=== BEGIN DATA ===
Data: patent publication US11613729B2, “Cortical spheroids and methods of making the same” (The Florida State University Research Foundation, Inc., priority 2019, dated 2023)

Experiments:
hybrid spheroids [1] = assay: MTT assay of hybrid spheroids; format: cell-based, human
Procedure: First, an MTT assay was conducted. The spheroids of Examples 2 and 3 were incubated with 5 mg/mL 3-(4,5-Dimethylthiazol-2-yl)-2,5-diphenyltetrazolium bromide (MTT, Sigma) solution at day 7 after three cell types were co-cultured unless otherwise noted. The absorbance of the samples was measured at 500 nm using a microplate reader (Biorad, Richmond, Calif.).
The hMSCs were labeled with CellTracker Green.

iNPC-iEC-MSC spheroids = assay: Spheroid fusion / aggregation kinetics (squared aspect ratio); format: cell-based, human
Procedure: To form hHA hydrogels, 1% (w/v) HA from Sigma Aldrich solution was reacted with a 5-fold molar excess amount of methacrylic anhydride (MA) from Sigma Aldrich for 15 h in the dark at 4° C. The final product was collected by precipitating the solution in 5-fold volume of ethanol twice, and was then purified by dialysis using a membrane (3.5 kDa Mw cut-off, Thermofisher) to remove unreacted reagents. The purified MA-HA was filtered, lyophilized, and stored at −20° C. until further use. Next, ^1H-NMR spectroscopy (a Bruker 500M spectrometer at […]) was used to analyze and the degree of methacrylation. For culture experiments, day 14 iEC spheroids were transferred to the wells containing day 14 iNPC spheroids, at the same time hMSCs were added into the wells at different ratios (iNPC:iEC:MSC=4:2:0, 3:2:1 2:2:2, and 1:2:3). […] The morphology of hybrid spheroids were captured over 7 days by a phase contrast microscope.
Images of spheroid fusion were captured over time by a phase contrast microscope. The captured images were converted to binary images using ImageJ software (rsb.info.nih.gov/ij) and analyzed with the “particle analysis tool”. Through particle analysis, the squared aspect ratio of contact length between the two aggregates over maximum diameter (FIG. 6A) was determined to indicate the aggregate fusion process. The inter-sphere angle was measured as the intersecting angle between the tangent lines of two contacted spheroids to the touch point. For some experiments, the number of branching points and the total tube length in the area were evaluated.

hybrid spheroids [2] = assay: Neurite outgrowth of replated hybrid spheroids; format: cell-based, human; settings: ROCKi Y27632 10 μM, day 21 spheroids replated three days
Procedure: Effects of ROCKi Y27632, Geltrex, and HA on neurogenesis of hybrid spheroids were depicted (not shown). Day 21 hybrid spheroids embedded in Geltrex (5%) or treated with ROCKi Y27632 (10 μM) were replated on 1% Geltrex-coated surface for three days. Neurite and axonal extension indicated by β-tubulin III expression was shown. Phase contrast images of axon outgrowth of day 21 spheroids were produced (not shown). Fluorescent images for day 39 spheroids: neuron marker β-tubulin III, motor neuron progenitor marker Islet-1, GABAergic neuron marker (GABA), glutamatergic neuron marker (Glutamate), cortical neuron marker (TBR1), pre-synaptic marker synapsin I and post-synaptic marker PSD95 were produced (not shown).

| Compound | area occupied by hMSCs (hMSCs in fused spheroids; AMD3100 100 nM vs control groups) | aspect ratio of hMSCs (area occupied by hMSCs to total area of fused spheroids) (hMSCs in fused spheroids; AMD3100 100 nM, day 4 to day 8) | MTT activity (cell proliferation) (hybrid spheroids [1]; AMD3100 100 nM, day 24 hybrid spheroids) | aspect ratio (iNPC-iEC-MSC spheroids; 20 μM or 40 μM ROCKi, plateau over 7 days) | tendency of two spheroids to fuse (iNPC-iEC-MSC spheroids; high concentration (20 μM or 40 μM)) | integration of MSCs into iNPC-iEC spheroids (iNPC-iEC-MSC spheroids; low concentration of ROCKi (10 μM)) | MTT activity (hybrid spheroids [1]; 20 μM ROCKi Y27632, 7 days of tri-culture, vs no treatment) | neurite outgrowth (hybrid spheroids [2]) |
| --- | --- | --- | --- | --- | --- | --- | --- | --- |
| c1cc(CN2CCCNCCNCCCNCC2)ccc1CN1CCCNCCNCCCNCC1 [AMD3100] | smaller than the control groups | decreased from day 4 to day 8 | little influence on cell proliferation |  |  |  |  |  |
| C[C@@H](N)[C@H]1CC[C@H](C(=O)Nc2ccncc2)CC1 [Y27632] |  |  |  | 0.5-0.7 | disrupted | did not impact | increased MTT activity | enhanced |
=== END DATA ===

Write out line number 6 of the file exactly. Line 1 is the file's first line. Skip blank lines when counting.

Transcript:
iNPC-iEC-MSC spheroids = assay: Spheroid fusion / aggregation kinetics (squared aspect ratio); format: cell-based, human